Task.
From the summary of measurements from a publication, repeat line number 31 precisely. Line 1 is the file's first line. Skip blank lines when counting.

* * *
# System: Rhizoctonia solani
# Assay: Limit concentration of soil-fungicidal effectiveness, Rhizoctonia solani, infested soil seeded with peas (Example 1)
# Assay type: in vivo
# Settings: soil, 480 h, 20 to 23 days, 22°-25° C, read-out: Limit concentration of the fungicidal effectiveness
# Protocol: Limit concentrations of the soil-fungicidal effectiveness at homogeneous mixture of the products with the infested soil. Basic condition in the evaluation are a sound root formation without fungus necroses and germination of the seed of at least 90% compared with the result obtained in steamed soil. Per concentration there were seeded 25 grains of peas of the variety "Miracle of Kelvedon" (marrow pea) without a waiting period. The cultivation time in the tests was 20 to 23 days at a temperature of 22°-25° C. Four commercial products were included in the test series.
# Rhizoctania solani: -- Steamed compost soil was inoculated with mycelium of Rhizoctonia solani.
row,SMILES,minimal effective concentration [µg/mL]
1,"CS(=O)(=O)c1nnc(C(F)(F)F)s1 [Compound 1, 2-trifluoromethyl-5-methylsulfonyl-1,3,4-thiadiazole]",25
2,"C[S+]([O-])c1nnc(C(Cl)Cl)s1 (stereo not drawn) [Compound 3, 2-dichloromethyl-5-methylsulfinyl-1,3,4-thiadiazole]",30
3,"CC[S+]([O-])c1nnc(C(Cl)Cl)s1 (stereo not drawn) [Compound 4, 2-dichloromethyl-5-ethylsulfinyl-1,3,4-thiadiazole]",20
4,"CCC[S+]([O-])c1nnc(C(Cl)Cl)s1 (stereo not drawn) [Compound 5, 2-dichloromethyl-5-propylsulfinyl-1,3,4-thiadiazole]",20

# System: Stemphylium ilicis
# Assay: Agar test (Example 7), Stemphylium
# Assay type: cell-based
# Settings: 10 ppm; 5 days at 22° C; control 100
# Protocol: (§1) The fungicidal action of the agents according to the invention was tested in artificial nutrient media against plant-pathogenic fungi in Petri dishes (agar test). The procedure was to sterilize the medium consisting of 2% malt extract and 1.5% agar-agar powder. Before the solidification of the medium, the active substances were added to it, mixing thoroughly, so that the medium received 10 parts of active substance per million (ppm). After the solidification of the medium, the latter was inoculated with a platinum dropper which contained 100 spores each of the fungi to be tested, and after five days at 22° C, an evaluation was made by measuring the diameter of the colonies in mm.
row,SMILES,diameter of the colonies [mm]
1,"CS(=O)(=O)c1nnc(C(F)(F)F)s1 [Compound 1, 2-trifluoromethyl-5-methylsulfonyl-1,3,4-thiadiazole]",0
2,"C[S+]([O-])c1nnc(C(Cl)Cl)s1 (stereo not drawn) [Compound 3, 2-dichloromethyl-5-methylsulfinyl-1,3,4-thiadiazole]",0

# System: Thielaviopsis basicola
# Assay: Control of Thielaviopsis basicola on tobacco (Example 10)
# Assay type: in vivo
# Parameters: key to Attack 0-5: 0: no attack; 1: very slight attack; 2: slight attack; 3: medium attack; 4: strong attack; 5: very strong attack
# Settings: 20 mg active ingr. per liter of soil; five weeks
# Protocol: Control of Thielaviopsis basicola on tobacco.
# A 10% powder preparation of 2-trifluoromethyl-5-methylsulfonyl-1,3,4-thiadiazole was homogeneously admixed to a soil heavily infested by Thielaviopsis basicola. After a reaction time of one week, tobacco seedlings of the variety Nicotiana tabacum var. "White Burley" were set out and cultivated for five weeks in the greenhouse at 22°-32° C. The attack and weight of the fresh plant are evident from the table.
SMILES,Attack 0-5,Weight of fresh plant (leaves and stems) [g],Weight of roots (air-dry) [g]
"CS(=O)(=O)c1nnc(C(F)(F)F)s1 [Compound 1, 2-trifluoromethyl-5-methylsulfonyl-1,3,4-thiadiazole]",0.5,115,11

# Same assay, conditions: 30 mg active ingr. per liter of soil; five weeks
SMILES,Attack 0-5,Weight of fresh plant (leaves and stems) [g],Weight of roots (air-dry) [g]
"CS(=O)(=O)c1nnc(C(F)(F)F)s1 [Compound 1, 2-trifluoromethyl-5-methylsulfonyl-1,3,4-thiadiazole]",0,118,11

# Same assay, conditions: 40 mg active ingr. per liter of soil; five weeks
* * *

"CS(=O)(=O)c1nnc(C(F)(F)F)s1 [Compound 1, 2-trifluoromethyl-5-methylsulfonyl-1,3,4-thiadiazole]",0,118,11